I went out to the coop this afternoon to gather eggs and it looked like a pillow had burst in the shed. There were feathers all over the place, looking like the fox had at a chicken dinner and left nothing but feathers. There were dark feathers everywhere. I could not find any blood and no sign of a carcass.
My coop is carved out from a corner of my shed and on windy days my chickens are known to spend part of the day in the shed rather than go out and forage all day. When they do this they are more susceptible to predators as they are not able to see anything before it arrives in open barn style door. I feared that one or more of my chickens had finally met an unfortunate demise because of my desire to have them free range.
I called my chickens, and after just a few seconds I started seeing heads popping up in neighbor’s pasture. Now it is not unheard for the girls to go so far away, but this made me worry that Mr. Fox had sent the survivors heading for the hills. And for those of you who don’t have chickens, yes they are easily trained to come when called; you just always need to give them a little treat and the greedy girls are soon more reliable than your dog on recall.
I watched as the girls moved from the pasture to the road I started counting one, two, three, four……finally five and six. I sighed with relief. I watched them walk and then run down the hill looking for signs they were injured. So far so good. I wanted them all in the run so I could check them over close up.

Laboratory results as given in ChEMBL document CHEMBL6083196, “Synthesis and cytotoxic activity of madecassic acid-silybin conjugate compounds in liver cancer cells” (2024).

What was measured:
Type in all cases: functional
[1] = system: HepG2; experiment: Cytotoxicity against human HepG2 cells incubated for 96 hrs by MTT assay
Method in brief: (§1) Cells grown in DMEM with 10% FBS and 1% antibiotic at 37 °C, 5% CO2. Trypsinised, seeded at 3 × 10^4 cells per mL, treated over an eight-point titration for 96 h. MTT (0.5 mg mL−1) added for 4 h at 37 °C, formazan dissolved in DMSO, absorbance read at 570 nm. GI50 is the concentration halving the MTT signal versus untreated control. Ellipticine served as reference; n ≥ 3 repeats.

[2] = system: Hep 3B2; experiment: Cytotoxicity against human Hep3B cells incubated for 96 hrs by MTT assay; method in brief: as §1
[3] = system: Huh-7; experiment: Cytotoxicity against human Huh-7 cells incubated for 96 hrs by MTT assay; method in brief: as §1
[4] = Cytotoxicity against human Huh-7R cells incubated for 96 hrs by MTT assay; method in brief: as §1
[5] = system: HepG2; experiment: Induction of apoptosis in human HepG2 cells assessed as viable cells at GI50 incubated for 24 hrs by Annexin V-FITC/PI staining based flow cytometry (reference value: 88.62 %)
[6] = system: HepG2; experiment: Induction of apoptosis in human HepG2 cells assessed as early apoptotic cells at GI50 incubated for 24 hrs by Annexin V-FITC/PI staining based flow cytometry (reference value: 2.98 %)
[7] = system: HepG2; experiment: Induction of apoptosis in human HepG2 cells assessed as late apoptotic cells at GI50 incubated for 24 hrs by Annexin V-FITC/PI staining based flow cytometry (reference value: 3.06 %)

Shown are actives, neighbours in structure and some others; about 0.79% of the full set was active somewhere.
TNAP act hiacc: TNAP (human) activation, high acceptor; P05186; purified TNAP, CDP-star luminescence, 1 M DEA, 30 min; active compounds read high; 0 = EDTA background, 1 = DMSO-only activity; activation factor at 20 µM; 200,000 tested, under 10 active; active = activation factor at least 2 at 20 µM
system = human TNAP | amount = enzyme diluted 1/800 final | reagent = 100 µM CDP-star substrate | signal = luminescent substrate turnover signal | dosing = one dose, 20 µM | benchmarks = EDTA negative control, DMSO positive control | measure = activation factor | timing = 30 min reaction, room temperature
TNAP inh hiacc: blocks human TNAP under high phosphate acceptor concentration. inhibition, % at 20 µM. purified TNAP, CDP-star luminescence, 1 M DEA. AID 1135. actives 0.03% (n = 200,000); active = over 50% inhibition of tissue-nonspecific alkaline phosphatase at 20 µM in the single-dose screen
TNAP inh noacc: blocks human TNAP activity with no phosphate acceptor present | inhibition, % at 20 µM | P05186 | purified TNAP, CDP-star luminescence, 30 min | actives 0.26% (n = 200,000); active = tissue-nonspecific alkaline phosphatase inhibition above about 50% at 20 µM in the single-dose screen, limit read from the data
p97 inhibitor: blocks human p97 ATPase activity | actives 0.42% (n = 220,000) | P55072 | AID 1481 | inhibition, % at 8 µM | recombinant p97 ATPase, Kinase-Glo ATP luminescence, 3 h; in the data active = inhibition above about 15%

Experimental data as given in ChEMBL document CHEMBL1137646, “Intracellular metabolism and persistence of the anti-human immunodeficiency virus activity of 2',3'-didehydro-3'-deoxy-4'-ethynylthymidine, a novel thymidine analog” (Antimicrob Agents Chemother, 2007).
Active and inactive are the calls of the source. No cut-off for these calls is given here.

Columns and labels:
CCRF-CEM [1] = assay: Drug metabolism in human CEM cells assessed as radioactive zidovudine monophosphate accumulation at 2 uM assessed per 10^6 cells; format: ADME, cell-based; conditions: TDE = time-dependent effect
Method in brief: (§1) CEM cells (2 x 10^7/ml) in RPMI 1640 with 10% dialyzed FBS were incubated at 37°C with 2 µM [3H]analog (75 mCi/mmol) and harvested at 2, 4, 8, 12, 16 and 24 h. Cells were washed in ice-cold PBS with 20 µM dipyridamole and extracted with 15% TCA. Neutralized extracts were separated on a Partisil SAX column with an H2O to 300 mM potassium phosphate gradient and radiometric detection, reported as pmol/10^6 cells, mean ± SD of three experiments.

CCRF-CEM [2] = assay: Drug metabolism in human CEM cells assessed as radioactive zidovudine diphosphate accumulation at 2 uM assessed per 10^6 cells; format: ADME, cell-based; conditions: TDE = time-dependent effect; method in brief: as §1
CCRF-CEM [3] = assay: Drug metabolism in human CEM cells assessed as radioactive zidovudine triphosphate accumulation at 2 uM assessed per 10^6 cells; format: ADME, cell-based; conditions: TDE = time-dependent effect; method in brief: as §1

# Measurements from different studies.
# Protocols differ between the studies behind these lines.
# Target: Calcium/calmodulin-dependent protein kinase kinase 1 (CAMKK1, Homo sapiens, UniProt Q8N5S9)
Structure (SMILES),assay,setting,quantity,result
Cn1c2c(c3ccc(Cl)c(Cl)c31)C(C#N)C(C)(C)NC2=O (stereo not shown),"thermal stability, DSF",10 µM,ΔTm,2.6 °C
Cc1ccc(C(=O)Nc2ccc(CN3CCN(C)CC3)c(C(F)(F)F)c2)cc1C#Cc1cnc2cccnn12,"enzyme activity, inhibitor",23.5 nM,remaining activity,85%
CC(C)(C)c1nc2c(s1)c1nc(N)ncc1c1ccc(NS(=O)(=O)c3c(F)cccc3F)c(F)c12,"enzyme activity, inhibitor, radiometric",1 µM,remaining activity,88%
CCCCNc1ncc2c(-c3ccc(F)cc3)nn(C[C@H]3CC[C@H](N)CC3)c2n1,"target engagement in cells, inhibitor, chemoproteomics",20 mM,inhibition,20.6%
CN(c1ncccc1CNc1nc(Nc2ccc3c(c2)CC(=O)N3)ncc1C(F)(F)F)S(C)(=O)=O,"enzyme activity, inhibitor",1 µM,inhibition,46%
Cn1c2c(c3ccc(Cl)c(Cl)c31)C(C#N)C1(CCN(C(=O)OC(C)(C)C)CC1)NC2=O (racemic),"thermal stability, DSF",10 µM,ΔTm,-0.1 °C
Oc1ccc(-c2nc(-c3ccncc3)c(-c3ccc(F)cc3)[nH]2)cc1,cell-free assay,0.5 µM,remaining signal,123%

“Chick! Chick!” I called and then started to run again, spreading their wings out as though they could run faster this way. No one every explained aerodynamics to a chicken, and that a sleek form with wings close created less resistance. In just a few minutes my birds were all home, fighting over the scratch grains I had spread in their run. That reward they came for.
None of them showed any sign of injury, but on close examination I could see that Shirley had little pin feathers in some spots. She was moulting! She still looked fully feathered, but I suspect in a day or two she will start to look shabby as more of her feathers fall out. Then she will start to want to stay in the shed rather than go out and forage. It seems my birds are almost embarrassed to be seen when they are moulting and tend to hang out in the corners of the coop or shed.
Of course with a moult it means that Shirley’s energy is now going to be spent on growing feathers instead of laying egg. Fuzzy is still moulting and still no eggs with her either. When a bird moults in the fall it is dicey, at best, they will start laying againbefore spring. They have to get all their feathers in first and then their body has to figure out how to start laying eggs again. Long days, lots of sunshine helps that.
So this means the littles, this year’s birds are my sole source of eggs, and they are being challenged by the shorter days. Now we will become a little more stingy with our eggs.